In the closed loop adaptation mode, the overall circuit operates in a “control system” configuration with the goal of nulling out the output of the analog subtraction circuit (and thus the A/D converter) while a 1 Mb/s 1553 signal, but no High Performance 1553 signal, is being received. In this mode, the output of the analog subtraction circuit 126 is amplified at 128, digitized and monitored by the adaptation logic 120. The intent of this mode is to determinate the values of the TD+ and TD− time delay parameters, and make further adjustments in the 1 Mb/s 1553 signal models in order to account for the characteristics of the low pass filter, 1 Mb/s zero-crossing detector circuit 112, 1 Mb/s waveform generator 114, A/D converter 130, and analog subtraction circuit 126.

The first operation that needs to be performed in the closed loop adaptation mode is the determination of the TD+ and TD− time delay parameters. Coming out of the open loop mode, the initial estimate of TD+ and TD− will be a value less that the nominal value of the analog time delay. After the precise values of TD+ and TD− have been determined, the output of the subtraction circuit should be near null. At this time, the adaptation algorithm proceeds to adjust its coefficient values to their optimal values in order to drive the difference signal to as close to zero as possible.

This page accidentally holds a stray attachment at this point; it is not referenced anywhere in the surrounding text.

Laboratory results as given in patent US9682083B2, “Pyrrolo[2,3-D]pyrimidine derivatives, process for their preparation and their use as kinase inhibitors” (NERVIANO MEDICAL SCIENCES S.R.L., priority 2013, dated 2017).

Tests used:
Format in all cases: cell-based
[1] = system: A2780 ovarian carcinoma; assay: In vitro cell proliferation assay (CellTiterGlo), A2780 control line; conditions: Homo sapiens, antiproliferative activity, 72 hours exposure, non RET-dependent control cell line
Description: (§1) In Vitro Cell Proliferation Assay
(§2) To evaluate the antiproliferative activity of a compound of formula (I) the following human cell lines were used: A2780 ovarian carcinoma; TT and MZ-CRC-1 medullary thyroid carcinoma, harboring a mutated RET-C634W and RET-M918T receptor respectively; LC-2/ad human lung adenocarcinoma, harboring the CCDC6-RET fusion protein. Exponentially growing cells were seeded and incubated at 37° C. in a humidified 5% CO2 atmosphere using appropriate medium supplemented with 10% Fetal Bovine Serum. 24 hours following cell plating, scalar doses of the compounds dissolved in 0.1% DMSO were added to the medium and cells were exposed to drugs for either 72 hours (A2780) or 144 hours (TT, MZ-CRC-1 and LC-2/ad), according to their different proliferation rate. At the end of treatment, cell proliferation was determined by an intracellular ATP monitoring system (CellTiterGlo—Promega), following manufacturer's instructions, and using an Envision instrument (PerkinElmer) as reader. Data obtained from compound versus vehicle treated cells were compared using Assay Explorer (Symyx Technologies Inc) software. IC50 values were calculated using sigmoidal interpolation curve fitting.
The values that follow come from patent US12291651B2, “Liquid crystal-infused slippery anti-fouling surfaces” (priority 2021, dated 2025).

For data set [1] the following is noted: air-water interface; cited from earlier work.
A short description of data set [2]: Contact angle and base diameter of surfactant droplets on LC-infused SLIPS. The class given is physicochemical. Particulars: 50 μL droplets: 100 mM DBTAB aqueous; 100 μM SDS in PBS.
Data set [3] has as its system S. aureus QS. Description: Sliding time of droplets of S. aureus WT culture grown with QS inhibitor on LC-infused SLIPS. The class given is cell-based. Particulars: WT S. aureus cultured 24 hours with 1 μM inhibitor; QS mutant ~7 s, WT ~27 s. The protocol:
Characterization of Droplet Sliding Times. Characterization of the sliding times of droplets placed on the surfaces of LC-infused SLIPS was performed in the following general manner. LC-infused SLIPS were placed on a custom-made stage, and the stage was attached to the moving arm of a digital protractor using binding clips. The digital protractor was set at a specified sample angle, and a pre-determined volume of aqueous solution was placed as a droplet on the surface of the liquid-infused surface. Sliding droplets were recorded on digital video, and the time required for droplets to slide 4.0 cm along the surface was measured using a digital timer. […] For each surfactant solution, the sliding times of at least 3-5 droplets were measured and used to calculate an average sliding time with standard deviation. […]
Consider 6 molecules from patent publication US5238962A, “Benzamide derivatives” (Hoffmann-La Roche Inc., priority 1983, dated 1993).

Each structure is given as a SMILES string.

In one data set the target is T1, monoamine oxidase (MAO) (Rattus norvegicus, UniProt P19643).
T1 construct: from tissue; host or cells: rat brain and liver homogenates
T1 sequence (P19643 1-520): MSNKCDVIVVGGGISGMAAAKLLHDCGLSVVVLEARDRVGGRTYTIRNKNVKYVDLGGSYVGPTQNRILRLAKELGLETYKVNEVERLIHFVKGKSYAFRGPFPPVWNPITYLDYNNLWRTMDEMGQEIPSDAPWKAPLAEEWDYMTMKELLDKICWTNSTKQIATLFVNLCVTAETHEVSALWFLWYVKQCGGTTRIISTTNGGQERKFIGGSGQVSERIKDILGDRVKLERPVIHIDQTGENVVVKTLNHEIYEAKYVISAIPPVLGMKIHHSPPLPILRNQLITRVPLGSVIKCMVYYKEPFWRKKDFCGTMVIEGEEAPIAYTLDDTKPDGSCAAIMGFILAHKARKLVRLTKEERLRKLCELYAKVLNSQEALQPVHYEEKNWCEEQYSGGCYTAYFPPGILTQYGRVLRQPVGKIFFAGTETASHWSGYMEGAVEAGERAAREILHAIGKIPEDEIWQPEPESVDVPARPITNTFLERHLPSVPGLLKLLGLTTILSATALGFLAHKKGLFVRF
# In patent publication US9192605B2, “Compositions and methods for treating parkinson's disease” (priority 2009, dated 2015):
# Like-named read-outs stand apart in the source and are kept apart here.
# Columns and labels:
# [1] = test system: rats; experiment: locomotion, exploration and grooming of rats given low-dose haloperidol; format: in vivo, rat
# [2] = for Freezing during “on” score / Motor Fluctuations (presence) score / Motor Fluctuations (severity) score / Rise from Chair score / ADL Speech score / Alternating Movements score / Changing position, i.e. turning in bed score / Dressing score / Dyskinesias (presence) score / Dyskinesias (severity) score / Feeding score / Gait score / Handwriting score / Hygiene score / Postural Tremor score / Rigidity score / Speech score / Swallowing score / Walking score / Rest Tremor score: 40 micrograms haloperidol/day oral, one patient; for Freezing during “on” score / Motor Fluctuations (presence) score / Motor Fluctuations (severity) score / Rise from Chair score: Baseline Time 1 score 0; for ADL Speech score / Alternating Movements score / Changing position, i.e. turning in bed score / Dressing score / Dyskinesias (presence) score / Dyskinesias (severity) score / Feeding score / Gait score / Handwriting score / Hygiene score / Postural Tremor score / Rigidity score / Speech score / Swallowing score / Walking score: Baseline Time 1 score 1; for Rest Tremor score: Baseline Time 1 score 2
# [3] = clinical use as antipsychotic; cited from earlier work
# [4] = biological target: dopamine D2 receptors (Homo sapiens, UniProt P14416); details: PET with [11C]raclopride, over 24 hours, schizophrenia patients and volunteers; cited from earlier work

After initialization time, the cancellation circuit remains in its closed loop mode. Within this operation, there are three different modes of operation:

When a High Performance 1553 signal is being received, but no 1 Mb/s 1553 signal is being received, the composite signal passes through the high-pass filter 106 and analog delay circuit 108; no subtraction operation is required.